Here’s a salute to a long life: goodness that outlives the grave, love that outlasts the final breath. May you live your life in such a way that your death is just the beginning of your life. ~ Max Lucado
I am so proud to be a part of my family today. I am so proud of my heritage. I am so proud that I have family building this kind of a legacy. I am so sad that I have family that is a part of leaving this legacy. I am so proud of the goodness and the love and the life that my cousin Zane lived. I am grieving that the grave, the final breath, and death is now a part of his story. Not Zane. Please, I thought, not Zane.
It’s kind of like every major “event”/circumstance/life moment that takes your breath away, good or bad. The circumstances surrounding it are seared into your brain. Much like 9-11. I can tell you the time, where I was, what I was wearing. It seems like slow motion that keeps replaying over and over. Waking up and making coffee. Checking Facebook. Seeing the status updates about the bad bad crash in Ansley and losing the basketball coaches. “How sad!” I thought. You see, I don’t know the Ansley basketball coaches but it’s a community that I love. My roots are from there. I knew my Grandma and probably parents would have known them.
Wait. What did that read again? No, no. The crash was in Ansley. And there were basketball coaches killed. It doesn’t say that the coaches were from Ansley. Zane coaches basketball. Broken Bow is close to Ansley. So I stopped reading status updates and read the comments instead. Zane? Why did they say Zane? I went to my cousin’s status update, “Jamee, people keep saying Zane on FB. That’s not our Zane right? Not our Zane.” In my mind I kept saying over and over and then out loud over and over. “Please no. Not our Zane. Please no. Not Zane.” And then I googled. And up popped his picture. Big. “Nooooooo! Please! Please!” The intensity of my emotions surprised even me. The sobs came next. I had kind of forgotten about the intensity of loss. It’s overwhelming, it takes your breath away.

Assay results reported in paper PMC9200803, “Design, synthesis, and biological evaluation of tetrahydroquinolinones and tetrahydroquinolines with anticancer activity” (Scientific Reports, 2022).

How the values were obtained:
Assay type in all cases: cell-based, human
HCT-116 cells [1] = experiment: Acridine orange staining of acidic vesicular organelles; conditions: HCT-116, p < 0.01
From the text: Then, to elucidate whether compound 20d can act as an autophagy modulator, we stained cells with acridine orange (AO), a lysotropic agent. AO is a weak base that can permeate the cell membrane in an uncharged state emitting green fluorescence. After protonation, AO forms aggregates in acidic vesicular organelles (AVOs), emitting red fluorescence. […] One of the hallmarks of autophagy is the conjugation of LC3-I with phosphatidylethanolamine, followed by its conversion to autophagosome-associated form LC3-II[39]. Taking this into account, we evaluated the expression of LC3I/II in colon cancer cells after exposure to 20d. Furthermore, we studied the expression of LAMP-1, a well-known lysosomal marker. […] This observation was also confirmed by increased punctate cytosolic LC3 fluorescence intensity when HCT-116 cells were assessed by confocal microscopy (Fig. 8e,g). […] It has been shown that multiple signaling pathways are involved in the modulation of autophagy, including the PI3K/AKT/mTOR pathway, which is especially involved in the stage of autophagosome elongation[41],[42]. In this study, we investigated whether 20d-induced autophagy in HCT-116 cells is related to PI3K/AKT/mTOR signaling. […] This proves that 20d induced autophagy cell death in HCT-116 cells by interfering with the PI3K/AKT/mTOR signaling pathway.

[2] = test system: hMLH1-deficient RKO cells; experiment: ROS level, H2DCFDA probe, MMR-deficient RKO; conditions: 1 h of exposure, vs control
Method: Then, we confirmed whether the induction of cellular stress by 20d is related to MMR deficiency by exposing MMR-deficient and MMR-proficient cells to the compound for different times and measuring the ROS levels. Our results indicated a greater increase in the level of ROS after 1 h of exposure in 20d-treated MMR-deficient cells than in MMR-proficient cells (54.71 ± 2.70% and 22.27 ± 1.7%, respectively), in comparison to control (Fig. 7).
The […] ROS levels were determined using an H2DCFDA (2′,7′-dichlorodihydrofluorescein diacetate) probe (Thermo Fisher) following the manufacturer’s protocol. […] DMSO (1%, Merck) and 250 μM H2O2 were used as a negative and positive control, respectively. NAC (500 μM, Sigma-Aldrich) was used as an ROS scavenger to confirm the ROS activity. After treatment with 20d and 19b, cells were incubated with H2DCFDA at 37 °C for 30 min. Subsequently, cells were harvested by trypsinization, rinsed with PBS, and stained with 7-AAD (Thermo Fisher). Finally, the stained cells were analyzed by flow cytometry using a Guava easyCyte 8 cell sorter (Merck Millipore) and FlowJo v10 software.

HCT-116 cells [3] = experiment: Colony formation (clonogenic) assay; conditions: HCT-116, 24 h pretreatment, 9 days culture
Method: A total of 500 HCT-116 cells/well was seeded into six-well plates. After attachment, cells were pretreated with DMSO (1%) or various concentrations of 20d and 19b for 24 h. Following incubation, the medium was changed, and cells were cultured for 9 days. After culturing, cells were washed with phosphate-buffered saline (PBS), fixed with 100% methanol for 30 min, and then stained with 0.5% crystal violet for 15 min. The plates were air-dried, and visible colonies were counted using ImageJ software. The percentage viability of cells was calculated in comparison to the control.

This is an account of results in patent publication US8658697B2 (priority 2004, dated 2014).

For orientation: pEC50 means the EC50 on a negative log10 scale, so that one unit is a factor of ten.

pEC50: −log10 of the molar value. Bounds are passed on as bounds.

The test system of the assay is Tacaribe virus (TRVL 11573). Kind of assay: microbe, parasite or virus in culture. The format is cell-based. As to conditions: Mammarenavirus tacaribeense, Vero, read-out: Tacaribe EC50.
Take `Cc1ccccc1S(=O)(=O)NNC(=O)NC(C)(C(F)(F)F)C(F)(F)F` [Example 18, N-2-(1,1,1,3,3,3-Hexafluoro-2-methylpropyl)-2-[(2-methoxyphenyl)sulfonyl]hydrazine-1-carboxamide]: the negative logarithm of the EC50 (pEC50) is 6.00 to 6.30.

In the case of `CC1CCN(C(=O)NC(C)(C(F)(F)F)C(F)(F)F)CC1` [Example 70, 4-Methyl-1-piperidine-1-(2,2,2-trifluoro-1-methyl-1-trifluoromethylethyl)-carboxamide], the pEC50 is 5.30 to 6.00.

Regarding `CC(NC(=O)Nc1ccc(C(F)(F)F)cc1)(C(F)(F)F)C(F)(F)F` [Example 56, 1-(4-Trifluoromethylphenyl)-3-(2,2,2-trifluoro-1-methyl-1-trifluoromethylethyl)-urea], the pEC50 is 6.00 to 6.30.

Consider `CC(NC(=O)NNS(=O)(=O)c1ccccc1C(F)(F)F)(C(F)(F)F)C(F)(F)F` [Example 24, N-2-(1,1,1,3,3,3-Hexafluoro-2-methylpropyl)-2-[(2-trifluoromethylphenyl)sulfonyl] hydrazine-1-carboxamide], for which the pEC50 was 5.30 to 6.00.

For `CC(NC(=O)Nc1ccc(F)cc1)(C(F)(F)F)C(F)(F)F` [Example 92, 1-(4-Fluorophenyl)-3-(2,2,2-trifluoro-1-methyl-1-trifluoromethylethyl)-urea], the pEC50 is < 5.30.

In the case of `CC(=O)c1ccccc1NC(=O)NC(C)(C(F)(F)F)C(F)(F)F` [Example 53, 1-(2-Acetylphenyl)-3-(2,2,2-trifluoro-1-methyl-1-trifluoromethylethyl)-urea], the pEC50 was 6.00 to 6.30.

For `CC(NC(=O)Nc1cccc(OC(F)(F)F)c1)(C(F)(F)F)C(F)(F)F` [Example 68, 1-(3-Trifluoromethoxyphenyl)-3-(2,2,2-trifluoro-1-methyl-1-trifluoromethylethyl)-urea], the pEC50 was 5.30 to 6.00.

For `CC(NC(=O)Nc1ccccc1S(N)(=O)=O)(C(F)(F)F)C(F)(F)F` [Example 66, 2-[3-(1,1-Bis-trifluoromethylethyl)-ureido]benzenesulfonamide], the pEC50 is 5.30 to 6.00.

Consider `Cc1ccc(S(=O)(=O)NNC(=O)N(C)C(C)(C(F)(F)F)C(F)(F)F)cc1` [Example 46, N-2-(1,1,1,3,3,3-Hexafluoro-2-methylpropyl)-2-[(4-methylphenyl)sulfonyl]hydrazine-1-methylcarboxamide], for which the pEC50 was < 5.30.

As I learn more details I become even more proud of him. The players say he tried everything he could. It was too sudden, too fast, there was no where to go. I have been trying to move past the moment of death into the moments I like much better. Zane. Not Zane’s body. Not Zane’s final trip, not the moments, not the accident. But Zane.
I see the picture that all of the news outlets are using and I kind of laugh. While, yes, I’m sure that using the school photos were easily accessible – come on. The world needs to see his smile. It’s a great smile. I mean, who smiles for school pictures? Not football coaches. Definitely not math teachers. Math is nothing to smile about! Zane’s smile was slow and laid back. If you didn’t know it you might mistake it for a shy smile. But if you did, it’s obvious you were looking only at the smile and missed the fact that his smile reached his eyes. And in an instant you know – he’s 100% genuine. He cares. And you feel comfortable, secure. Good. He had that effect on people.